Unlike other major sports, baseball has milestones related to the calendar’s holidays. For example: In Seattle, you can tell it’s Memorial Day because the Mariners are out of the playoff race. Occasionally, you can tell it’s the Fourth of July because the Mariners are out of the playoff race.
Rarely, you can tell it’s Labor Day because the Mariners are out of the pennant race.
But as with many things these days, normalcy has been disrupted. It’s the Fourth of July, and the Mariners are in the playoff race (standings).
I can’t tell whether the cause is climate change or the Trump administration, so I’ll go ahead and blame both.
Disruption, of course, requires adaptation for survival. So Mariners fans must adapt. Their club is not only in the race, the stratification underway in MLB has left the Mariners afloat and motoring with a handful of other teams, instead of sunk.
So unfamiliar is the circumstance — the Mariners (55-32) currently are in the fifth and final playoff spot, seven games ahead of the nearest pursuer — that fans have to learn the art of the casual dismissal of defeat, such as Wednesday’s 7-4 clunker (box) at Safeco against the Angels.
The Mariners struck out 15 times, made two errors and had other giveaways. Starter Mike Leake surrendered hits to seven of the final 10 batters he faced in four-plus innings, which cost four runs. The bullpen, rusty from disuse, gave up three more runs.
Yet they had the tying run at the plate in the ninth inning.
They played a crappy game, and still had a shot at their ninth win in a row.
Feel free to practice flicking lint from your jacket’s lapel.
“We did a great job putting a lot of pressure on them, we just didn’t get a lot of big hits,” said Mariners manager Scott Servais. “It does happen once in a while.”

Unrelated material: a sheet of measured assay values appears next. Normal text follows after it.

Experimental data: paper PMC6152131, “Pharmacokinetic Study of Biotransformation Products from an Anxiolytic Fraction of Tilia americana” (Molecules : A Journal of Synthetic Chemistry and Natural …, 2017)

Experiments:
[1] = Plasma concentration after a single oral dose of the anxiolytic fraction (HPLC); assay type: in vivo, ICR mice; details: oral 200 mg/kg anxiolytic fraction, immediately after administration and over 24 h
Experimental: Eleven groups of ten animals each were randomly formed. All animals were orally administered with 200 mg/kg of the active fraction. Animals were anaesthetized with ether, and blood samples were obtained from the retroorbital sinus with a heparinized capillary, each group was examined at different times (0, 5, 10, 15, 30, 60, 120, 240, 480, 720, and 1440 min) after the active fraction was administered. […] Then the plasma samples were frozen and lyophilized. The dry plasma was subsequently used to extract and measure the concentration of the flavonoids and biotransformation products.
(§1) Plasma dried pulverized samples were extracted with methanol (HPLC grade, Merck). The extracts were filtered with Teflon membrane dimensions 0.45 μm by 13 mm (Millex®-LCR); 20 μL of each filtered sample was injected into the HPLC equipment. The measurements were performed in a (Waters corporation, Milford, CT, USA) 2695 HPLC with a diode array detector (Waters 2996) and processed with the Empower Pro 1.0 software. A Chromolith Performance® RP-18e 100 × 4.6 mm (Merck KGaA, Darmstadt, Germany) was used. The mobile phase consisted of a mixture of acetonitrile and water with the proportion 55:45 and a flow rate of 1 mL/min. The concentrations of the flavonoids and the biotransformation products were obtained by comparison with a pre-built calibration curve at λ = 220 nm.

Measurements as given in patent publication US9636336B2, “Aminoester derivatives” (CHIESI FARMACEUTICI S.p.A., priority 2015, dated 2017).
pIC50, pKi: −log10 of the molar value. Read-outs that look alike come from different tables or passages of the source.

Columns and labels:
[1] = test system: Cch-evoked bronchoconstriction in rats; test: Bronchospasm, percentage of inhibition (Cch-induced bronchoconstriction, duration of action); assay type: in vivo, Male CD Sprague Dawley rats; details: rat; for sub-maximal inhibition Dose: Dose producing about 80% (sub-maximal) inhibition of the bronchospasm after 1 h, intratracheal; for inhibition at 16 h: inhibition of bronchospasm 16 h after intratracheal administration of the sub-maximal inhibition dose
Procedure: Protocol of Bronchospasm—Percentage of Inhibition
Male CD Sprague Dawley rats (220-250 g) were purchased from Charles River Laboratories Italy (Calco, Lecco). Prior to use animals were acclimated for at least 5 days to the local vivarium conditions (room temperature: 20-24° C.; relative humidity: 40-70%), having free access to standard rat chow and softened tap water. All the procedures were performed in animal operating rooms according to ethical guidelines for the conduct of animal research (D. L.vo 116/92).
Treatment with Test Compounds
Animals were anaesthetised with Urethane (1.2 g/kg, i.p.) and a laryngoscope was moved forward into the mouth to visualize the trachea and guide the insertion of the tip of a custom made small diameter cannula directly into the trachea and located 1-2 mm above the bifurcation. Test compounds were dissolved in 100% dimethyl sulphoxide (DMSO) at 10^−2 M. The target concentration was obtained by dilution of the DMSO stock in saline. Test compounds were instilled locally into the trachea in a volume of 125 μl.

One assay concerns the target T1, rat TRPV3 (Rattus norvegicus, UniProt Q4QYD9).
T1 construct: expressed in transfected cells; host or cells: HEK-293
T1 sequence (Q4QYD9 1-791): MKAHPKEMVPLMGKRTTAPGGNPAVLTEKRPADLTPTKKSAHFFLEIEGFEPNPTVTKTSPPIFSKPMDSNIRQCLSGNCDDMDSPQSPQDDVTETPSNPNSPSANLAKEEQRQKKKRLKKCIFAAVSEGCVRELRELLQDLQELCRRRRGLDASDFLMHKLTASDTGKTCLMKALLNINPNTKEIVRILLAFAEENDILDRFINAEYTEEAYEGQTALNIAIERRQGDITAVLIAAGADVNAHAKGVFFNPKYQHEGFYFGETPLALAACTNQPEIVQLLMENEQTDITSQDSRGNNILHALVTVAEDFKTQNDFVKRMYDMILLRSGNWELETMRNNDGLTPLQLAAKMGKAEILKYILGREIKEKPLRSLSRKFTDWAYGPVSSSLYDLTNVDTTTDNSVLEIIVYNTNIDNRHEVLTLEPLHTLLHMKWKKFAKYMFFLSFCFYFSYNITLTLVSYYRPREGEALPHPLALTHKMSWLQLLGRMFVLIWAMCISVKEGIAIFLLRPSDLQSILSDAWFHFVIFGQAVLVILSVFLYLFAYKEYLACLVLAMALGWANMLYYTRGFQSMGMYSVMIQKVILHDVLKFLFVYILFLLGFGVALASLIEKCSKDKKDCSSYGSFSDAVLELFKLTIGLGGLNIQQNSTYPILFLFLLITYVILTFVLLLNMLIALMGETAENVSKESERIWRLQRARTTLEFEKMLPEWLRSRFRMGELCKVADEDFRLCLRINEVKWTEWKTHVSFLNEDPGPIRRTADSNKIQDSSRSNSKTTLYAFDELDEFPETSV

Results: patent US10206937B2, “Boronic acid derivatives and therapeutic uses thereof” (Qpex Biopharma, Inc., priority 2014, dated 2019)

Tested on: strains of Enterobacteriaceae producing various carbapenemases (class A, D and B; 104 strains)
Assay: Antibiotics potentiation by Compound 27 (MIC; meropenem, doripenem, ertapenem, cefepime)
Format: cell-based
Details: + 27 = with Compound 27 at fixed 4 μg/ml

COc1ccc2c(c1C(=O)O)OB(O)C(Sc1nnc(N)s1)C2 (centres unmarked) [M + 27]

See, Servais is practicing his approach to a defeat as an aberration, not a destiny. For Mariners fans, such a routine is like teenage sex — unfamiliar and awkward, but often worth trying.
The outcomes so far have bordered on the astonishing. The Mariners entered the day with MLB’s fourth-best winning percentage, and tied in club history with the 2003 team for the second-best percentage through 86 games. Since May 8, their 25-8 record was the best in the majors in that span.
Starting pitching has been nearly everything.
Since May 8, the starters have recorded wins in 25 of the 36 victories. That has been been in utter contradiction to the predicted outcome from spring training, when the club’s apparent failure to upgrade the rotation from the injury-induced debacle of 2017 was cited as a major weakness.
Asked about it, Servais narrowed his eyes.
“I’m sure you’re not surprised at all,” he said sarcastically to the questioner. Then he cheered up: “We’re happy with our guys. The big thing is how consistently they’ve been in getting deep into the ball game, and have been really efficient.”
Despite Leake’s game Wednesday, seven of his previous eight have been quality starts (six innings of three or fewer runs), including three games of eight innings each. His 42 innings in June were tied with Mets ace Jacob DeGrom for most in the majors. Only teammate James Paxton (43 innings in May) in MLB has more innings in any month.